Cooking oil ‘double whammy’ price shock

UK vegetable oil harvest could be cut in half as olive oil prices hit record levels due to climate extremes

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By George Smeeton

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UK yields of oilseed rape, which is used for domestic and commercial vegetable cooking oil, are projected to be as much as 38% lower this year compared with 2023, after extreme wet weather in winter and early spring hit crops. Compared to the average yield since 2015, the reduction could be as much as 54%.

The analysis from the Energy and Climate Intelligence Unit (ECIU) [1] comes as figures from the Office for National Statistics (ONS) show that the average price of olive oil is still rising, and is now £8.04 a bottle, up 39% from £5.78 at the same time last year. [2] The price is up from £7.68 in February this year, and by 108% since the same point in 2022.

With oilseed rape yields expected to be so much lower this year, vegetable oil prices could rise, impacting both households and commercial users such a fish and chip shops and catering companies.

Commenting, Tom Lancaster, land analyst at ECIU said: “We’re seeing a double whammy on cooking oil. Be it Spanish olive oil or British vegetable oil, climate extremes are hurting crops and consumers are paying for it at the supermarket checkout. Climate change has added £361 to food bills in the past couple of years [3] and the failure of the British rapeseed oil harvest could see a hike in vegetable oil prices.

“These kinds of extremes, both in the UK and abroad, will only worsen until we reach net zero emissions, making it essential to protecting our food security. But farmers both here in the UK and abroad are going to need our help. British farmers will need short-term support this year to cope with flooding and crop failures, but also longer-term support such as the Government’s Environmental Land Management scheme to help them improve soil health and protect land from flooding with more hedgerows and trees.

“The UK imports half its food, half of which is produce we can’t really grow here. The UK aid budget already helps some farmers in countries on the climate frontline, but this will likely need to increase if we’re to keep the flows of food coming.”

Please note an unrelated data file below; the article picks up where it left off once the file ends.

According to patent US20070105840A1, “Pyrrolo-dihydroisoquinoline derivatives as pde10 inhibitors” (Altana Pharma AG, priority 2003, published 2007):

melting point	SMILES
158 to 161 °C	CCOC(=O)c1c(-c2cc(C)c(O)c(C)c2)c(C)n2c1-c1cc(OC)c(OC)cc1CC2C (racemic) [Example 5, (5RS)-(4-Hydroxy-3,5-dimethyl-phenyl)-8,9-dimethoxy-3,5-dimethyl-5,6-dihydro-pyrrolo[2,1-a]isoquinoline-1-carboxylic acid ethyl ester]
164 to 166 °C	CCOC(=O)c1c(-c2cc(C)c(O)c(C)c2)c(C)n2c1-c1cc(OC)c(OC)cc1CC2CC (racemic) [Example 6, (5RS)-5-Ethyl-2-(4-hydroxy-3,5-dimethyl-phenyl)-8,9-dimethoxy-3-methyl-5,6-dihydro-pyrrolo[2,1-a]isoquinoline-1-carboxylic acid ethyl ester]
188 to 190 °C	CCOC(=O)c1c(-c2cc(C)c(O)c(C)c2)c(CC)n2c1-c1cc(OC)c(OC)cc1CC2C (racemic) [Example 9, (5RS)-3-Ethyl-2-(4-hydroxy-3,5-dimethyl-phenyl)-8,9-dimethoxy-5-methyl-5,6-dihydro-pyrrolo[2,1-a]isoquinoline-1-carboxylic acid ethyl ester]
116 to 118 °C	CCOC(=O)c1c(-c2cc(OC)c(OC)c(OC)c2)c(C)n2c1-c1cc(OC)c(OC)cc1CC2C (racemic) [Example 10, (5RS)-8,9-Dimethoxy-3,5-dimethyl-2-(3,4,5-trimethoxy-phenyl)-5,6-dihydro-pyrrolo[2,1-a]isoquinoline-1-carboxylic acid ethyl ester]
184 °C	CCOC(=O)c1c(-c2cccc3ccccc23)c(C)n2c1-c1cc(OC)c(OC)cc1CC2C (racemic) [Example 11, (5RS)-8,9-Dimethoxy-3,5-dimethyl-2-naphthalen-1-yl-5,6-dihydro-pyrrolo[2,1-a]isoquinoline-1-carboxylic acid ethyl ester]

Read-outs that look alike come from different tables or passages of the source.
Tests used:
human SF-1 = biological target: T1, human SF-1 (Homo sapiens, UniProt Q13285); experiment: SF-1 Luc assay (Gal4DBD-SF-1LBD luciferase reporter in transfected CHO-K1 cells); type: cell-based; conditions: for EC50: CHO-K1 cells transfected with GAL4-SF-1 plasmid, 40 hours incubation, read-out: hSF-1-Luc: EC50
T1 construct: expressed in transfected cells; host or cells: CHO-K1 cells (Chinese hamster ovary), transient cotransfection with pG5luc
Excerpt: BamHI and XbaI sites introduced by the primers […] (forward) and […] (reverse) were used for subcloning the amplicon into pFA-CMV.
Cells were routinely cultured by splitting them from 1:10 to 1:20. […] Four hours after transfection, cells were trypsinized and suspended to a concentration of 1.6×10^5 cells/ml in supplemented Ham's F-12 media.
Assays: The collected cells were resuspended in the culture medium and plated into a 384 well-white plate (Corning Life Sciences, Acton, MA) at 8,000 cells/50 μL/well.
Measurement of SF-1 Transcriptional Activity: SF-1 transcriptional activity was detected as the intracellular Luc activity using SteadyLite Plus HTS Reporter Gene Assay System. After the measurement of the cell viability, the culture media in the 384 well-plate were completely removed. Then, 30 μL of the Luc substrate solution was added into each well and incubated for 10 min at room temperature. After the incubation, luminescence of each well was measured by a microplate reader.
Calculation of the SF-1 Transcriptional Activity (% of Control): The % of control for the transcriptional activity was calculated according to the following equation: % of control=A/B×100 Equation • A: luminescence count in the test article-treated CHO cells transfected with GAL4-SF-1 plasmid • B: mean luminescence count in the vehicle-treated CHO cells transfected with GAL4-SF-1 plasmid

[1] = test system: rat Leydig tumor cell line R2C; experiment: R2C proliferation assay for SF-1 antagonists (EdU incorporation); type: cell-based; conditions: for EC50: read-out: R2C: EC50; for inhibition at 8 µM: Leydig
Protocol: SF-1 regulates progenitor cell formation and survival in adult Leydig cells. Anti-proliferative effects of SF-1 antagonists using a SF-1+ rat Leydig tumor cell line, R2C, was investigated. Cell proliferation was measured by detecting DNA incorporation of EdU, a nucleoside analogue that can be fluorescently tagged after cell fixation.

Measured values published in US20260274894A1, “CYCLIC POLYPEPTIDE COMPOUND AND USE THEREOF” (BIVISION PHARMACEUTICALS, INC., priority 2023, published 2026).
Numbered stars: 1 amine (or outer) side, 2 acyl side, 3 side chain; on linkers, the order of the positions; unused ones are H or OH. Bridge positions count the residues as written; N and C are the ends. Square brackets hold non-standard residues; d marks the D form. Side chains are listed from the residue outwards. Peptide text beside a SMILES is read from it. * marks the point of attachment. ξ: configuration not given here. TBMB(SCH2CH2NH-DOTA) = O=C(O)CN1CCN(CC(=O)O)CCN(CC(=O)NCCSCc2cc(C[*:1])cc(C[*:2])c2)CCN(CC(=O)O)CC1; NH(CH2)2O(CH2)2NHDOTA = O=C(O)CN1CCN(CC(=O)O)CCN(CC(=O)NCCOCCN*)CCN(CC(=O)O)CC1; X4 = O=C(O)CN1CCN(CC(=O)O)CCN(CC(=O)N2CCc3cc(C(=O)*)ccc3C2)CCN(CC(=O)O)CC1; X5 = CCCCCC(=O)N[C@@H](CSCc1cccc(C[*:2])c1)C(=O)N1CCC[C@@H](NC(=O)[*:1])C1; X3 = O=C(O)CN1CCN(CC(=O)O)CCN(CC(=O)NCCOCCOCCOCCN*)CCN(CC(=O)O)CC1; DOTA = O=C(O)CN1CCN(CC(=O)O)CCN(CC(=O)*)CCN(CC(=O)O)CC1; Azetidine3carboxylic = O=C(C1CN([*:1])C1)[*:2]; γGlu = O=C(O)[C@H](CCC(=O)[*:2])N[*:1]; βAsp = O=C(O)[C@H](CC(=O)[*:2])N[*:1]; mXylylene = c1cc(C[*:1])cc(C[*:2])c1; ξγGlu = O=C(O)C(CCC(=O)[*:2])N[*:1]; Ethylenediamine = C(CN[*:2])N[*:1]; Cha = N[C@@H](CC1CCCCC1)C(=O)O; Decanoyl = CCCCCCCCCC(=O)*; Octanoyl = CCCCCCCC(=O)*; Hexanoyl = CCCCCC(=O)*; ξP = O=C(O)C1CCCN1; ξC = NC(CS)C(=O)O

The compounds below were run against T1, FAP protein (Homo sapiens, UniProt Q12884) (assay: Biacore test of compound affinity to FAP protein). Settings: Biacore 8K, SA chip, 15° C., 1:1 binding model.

The Mediterranean is the world’s top olive oil-producing region. It experienced scorching heatwaves, droughts and wildfires in 2023, and so far 2024 has also proven to be unusually hot. This has reduced olive yields and therefore the availability of products like olive oil. For example, olive oil is now the most shoplifted item in Spain – the biggest producer globally – as even domestic consumers cannot get hold of it. [4]

Olives cannot be grown at commercial scale in the UK because they are not suited to our climate and soils. In 2023, we imported 62 million kilograms of olive oil worth £333 million, with 89% coming directly from the Mediterranean.

However, in 2022 the UK got 65 million kilograms worth £254 million from the region, meaning we paid over £45 million more for almost 10 million kilograms less last year. This is due to climate change-driven shortages interacting with other factors like Brexit.

Previous ECIU analysis found that the biggest driver of this price increase for UK households is climate change, which added an average of £361 to household food bills in 2023 compared to 2021. [3]

Notes to editors:

1. ECIU analysis found that, based on the Agriculture and Horticulture Development Board (AHDB) crop area projection and lower than average yields (given wet weather) of 2.7 tonnes per hectare (down from last years average of 3.1 tonnes per ha), the OSR (oilseed rape) harvest this year will be 756k tonnes, down from 1.2m tonnes last year and an average since 2015 of 1.6m tonnes. That is a 38% reduction on the 2023 harvest, and a 54% reduction on the average since 2015.


3. ECIU: Climate, Fossil Fuels and UK Food Prices: 2023:

4. Olive oil becomes most wanted item for shoplifters in Spain:

For more information or for interview requests:

George Smeeton, Head of Communications, ECIU, Tel: 07894 571 153, email: